By Nick Kempe, of Parkswatch
On a recent Friday, while travelling north up the A82, I stopped by the first roundabout at the start of the Crianlarich bypass to take a look at the landscaping. It provides a lesson in ecology and current forestry practices right next to the road.
The A82 Crianlarich by-pass, was completed in December 2014, almost seven years ago – time for trees to get established. It circumvents the village on its western side and through a cutting which has left some areas of bare rock and thin soils.
The Environmental Statement, completed in 2009 (see here), documented the habitat that would be lost (2 hectares) or affected (8 hectares) by the creation of the bypass. To mitigate these impacts, the Environmental Statement recommended some ornamental landscaping, a hectare of native tree planting to replace the native woodland that be lost, but that most of the surrounding ground (6.3 hectares) should be left to regenerate naturally.
The Environmental Statement specified that the planting should be “native trees typical to the local area”:
There was no mention in the Environmental Statement of HOW those trees should be planted, including the use of plastic tree tubes, why they might be needed, how they would be managed or their impact on the natural environment. That is a pretty significant omission given what was known even back in 2009 about the damaging impacts of plastic on the natural environment.
What should be clear to anyone who spends five minutes looking at the site now, however, is that the plastic tree tubes weren’t needed AND that unless there are other management interventions they are not going to deliver the promised native trees “typical” of the area. (The range/diversity of such trees has been reduced considerably because of the impacts of overgrazing and plantation forestry in this part of the National Park).
I am no expert but it didn’t take me more than a couple of minutes to spot several self-seeded deciduous trees growing up between the tree shelters, evidence that native trees could have regenerated here without any planting or “protection” from plastics tree tubes. Transport Scotland should have known this because along much of the A82 between Balloch and Bridge of Orchy a belt of native scrub has developed alongside the road without any help from humans other than fencing to keep sheep out. The problem is that landscaping consultants nowadays automatically recommend planting and the use of plastic tree shelters has now become their default position.
Part of the role of the Loch Lomond and Trossachs National Park Authority should be to challenge such thinking. But instead their planners also recommend tree planting as a matter of course, without taking any account of the power of natural regeneration or what will happen to all the plastic. As a result plastic tree tubes are now a common sight in landscaped areas around developments in the the National Park.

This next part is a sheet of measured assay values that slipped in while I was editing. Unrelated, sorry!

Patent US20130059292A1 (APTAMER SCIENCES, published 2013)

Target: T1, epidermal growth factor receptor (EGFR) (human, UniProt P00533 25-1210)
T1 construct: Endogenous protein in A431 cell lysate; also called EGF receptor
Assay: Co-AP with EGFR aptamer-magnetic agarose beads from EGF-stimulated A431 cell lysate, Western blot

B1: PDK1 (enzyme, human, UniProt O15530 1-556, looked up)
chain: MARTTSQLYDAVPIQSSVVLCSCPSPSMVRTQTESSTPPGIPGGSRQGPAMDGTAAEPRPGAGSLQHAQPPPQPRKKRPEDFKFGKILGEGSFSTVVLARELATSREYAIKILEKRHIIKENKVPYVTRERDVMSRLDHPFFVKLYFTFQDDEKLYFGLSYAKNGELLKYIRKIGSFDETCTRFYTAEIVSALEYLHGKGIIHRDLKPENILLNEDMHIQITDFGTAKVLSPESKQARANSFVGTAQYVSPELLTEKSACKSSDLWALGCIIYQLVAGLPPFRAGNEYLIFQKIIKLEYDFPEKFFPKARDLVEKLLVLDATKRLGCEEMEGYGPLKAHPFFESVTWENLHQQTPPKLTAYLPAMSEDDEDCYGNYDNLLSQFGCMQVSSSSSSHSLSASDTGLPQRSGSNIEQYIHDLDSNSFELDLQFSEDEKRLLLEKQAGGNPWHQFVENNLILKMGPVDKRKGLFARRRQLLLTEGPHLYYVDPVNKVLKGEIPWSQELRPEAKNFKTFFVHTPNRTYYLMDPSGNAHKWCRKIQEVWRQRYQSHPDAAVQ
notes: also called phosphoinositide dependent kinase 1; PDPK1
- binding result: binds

The area around the bypass is fenced and I could see no signs of grazing, whether by sheep or voles, and the luxuriant vegetation tells its own tale. In such situations, plastic tree shelters – which let in light – can help deciduous trees get up above the surrounding plants (as above). But not always: At Crianlarich, many of the tree shelters are being swamped by other regenerating plants. While some deciduous trees, whether protected by tree tubes or not, may eventually out-compete and success the rosebay willow-herb, whether they have any chance against the self seeding spruce tree is another matter. Despite the planted trees having a season or two’s head start over the self-seeded conifers, the photos show few now project above them and many are being shaded out. Given the number of the spruce, it is difficult to see many of the native deciduous trees surviving and delivering Transport Scotland’s objective of replacing native trees with native trees. The tree tube plan was probably never going to work given the proximity of the conifer plantation and its massive seed source so close to the bypass. To achieve its stated objective, rather than spending money on harmful plastic tree shelters, Transport Scotland would have been better employing local people to remove spruce saplings until the native woodland had become established. But that would require a commitment to ongoing woodland management and that is not how forestry or landscape “improvement” currently operates in Scotland. Our modus operandi is on contractors coming in to plant trees and then leaving them. Plastic tree tubes are now integral to that practice and provision is rarely made for removing them.